You see, I think of this more like a retail consumer. Google has created the perception that this is a Google tablet. They have created the perception that all the Nexus Android stuff is their effort to make Android the ascendent mobile OS. Your caveat about the Google Play store is quite telling, and it speaks to what I was saying earlier about the idea that it's harder to draw clear lines between designer, manufacturer, retailer and support entities.

    I shouldn't have assumed that since my last Google Nexus device was supported in an AAPL-like manner, that the next one would be. I learned my lesson.

    Again, we will have to agree to disagree but I appreciate the comments.
    Aquila likes this.
    03-15-2014 05:51 PM
  21. brosko's Avatar
    doesn't matter thingIsTrue;3512556]I have both Nexus 7's, both bought directly from Google and neither one of them say Google anywhere on it. In fact, they both say "Asus", and "Nexus" on the back and have no markings of any kind on the front. Google shows up on the boot screen because Google made the software, and they fully own the software side of things. On phones, LG takes ownership of the hardware of both the Nexus 4 and Nexus 5, neither of which say Google on their exterior as well. I think the closest a device has gotten to being Google branded was, "with Google".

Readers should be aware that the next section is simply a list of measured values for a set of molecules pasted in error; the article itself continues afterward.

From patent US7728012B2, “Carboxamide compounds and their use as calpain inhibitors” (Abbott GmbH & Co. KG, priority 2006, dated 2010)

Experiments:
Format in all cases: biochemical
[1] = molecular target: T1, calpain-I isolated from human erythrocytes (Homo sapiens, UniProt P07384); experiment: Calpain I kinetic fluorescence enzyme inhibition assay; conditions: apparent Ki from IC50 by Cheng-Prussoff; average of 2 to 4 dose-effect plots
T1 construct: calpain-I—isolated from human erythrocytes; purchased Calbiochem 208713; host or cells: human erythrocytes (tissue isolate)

I get where you are coming from about how Google is perceived as the hardware manufacturer, but Google doesn't manufacture any hardware on their own, except maybe the Chromecast (I've never checked where these are made). As far as the design, brand, etc, Google didn't design any of the Nexus devices except for maybe the Nexus Q.

    As I indicated earlier, the OEM's bring their prototypes to Google as part of their bid, Google chooses the best one and is able to suggest concepts that they want to see. They provide the code, the OEM creates it, the OEM sells it, etc and Google's only involvement after that point is as a retailer and and an advertiser. So unfortunately, Google didn't conceive of it, design it or brand it, nor do they dictate the manufacturing process. This isn't the same idea as Apple or Amazon, but more akin to Microsoft and any of their hardware partners. If you have an Xbox or a Surface and there is an issue, you deal with Microsoft. If you buy an Asus laptop, there are approximately no circumstances where you will deal with Microsoft for returns/repairs, etc unless you specifically bought that device from a Microsoft outlet.

    Hope that helps to clear it up as to why Google is not involved in this process unless you buy directly through their website.
    It doesnt matter if it says google on it or not. It is a google tablet just like Mcdonalds ketchup is Mcdonalds ketchup. they should own up to it and fully support the thing regardless of where it was bought or stop creating the perception that the nexus is pure google.
    03-15-2014 05:57 PM
  22. Relgoshan's Avatar
    There are many reasons, including accountability for a bad design, that have resulted in Google not taking the direct responsibility for these devices. Whether a Chromebook or an Android phone or tablet, they are still third party OEM devices. Google merely offers early-bird software updates and advertising tied to the brand-win. Consider this like the Windows Premium experience devices. They are supported by Microsoft to an extent if purchased through the Microsoft Store, but they are not Microsoft products. See also the Centrino and Ultrabook brand-win programs which are less exclusive than Nexus.